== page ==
Chevron to stay wedded to shale, for 'incredible flexibility': CEO

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Chevron to stay wedded to shale, for 'incredible flexibility': CEO



No return to 13 million b/d US crude output in 'next couple of years'

Middle East diplomatic thaw supports case for Israeli gas exports

Gulf of Mexico projects attractive if tied to existing infrastructure



Chevron CEO Mike Wirth on Oct. 13 defended the company's commitment to shale and said its upstream portfolio would remain weighted toward tight oil and gas, with fewer large, non-shale projects than in the past, while he acknowledged a less "enthusiastic" outlook for the shale sector generally.



Speaking during the Energy Intelligence Forum, previously Oil & Money, Wirth said he did not foresee US crude oil production getting back in the next couple of years to its record highs of 13 million b/d before the coronavirus pandemic.

He also said the major's entry into Israel, with the recent purchase of Noble Energy, fit with a trend toward more cooperation in the region, apparently referring to recent diplomatic moves in the Middle East, as well as multiple opportunities to meet gas demand.

Wirth said shale had fundamentally reset Chevron's financial framework, noting the company had cut its annual capital expenditure from $40 billion in 2014 -- with no growth in the company -- to $20 billion going into the latest crisis in markets, and now closer to $12 billion, with the company on a growth path.

"From $40 billion to $12 billion a year [shows] incredible flexibility on capital, lower capital intensity, and we've got the ability to adjust our program to meet market conditions on a much more contemporaneous cycle," Wirth said.

"We found ourselves in the last decade with many multibillion-dollar, multiyear investments which were hard, challenging, and the industry's experience broadly was not good," Wirth said.

"We'll always have room for some of these large, long-cycle projects," he said, noting the challenges of an expansion project at the Chevron-led Tengiz field in Kazakhstan, which has been hit by cost rises and coronavirus outbreaks. Deepwater projects in the Gulf of Mexico that could be tied into existing infrastructure would also remain attractive, but stand-alone "greenfield" projects less so, Wirth said.

On "long-cycle" investments generally, he said, "We won't find ourselves weighted or over-weighted to those -- In the foreseeable future I think it will be quite the opposite."

"We'll continue to prefer a pretty significant weighting on shorter cycle things that frankly offer higher returns and more flexibility," Wirth said, noting Chevron's shale activity now extends to Canada and Argentina, which he said had become "increasingly competitive as we acquire the learnings."

When it comes to non-shale projects, "Number 1 is you do fewer of them so you can focus more attention on the ones that you're executing, you can have your very best people working on these," he said. "We've got to learn how to really scope things well and prepare well for execution on these."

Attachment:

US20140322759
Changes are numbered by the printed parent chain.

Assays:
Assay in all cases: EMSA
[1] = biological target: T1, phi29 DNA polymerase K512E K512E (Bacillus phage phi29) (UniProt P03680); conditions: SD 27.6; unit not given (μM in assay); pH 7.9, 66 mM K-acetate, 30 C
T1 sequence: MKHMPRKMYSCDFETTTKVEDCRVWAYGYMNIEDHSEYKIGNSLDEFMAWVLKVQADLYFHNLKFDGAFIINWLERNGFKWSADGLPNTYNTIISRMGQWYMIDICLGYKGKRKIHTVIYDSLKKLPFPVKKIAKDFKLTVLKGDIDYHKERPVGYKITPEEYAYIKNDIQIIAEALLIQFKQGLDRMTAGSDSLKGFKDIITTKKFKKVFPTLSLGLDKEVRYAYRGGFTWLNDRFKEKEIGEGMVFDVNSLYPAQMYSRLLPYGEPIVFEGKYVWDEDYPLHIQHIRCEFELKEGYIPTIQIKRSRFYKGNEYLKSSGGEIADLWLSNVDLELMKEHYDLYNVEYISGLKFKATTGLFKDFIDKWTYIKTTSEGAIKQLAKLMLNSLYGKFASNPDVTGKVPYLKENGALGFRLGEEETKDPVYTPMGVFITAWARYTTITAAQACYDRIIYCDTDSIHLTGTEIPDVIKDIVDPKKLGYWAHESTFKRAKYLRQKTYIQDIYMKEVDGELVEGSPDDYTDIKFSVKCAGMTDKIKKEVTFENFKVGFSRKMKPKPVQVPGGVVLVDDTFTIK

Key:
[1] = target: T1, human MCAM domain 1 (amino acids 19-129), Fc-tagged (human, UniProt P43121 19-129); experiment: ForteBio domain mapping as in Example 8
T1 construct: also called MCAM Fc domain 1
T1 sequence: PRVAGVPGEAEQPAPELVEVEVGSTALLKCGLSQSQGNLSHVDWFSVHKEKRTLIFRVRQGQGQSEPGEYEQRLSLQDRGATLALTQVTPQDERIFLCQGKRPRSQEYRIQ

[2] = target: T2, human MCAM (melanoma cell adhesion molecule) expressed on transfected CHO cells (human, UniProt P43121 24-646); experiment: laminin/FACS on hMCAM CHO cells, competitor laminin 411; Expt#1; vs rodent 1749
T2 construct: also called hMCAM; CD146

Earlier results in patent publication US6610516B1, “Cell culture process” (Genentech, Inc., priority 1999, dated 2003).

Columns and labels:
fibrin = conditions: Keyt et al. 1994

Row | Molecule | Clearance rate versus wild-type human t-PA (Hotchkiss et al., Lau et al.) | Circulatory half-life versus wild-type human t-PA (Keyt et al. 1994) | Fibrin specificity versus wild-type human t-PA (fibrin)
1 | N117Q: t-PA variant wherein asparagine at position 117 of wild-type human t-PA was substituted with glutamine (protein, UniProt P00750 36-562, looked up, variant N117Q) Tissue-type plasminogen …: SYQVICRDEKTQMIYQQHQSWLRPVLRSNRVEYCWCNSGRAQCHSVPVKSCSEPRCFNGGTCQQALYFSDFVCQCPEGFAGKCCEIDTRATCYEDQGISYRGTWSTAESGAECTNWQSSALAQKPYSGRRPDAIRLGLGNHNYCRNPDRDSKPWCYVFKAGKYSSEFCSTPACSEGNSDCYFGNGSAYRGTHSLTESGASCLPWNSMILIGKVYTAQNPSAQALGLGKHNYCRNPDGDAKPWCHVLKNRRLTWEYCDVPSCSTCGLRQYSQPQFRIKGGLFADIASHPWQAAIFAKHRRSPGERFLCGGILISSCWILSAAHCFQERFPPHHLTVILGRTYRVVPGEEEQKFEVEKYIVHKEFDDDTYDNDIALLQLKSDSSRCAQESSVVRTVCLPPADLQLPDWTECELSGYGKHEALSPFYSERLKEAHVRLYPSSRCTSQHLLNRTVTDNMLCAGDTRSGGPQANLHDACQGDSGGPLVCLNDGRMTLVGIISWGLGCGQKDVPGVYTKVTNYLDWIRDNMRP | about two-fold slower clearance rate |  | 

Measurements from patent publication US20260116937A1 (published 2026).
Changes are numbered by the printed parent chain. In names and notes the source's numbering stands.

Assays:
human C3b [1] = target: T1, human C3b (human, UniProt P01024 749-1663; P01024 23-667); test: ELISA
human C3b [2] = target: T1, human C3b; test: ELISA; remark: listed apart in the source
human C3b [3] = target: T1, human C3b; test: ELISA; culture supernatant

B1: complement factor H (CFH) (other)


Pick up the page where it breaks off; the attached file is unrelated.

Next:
Investor skepticism


Wirth acknowledged the change in investors' view of shale even before COVID-19, saying that looking ahead, "We certainly won't see an upturn in activity and the commensurate production response as we come out of this."

"Demand questions are weighing heavily on the market, the capital discipline that the industry has lacked is beginning to re-emerge."

"Investors are holding the industry accountable. You will see the eventual resumption of development in the US being done in a less enthusiastic way, a more disciplined way. I think that means a shallower growth curve.... Whether or not that gets back to 13 million b/d, I don't think it does in the next couple of years," he said.


Middle East realignment


Speaking after Chevron completed its purchase of Noble Energy, and as the Trump administration has promoted a diplomatic thaw between Israel and a number of countries in the Gulf region, Wirth said he saw strong prospects for the Israeli gas resources that came with the Noble purchase.

"We think it's a good quality resource in a good place. The trends in that part of the world seem to be towards more cooperation. It's not without challenges, its not without differences of opinion among certain countries, but in general the ties between countries are moving in a positive direction," Wirth said.

"These things aren't a straight line [but] we see a lot of positives to support the development of commercial ties between countries and energy can be a very important component of that," Wirth said, adding he saw opportunities for Israeli gas exports both by pipeline and as LNG.

"There is existing pipe infrastructure into certain markets," he said, referring to pipeline links to Egypt and Jordan. "There are LNG facilities that are not far from some of these resources that have capacity. I don't think it's an either-or. I think it's probably some combination of the two over time that we'll see as the pathway to markets and commercialization," Wirth said.







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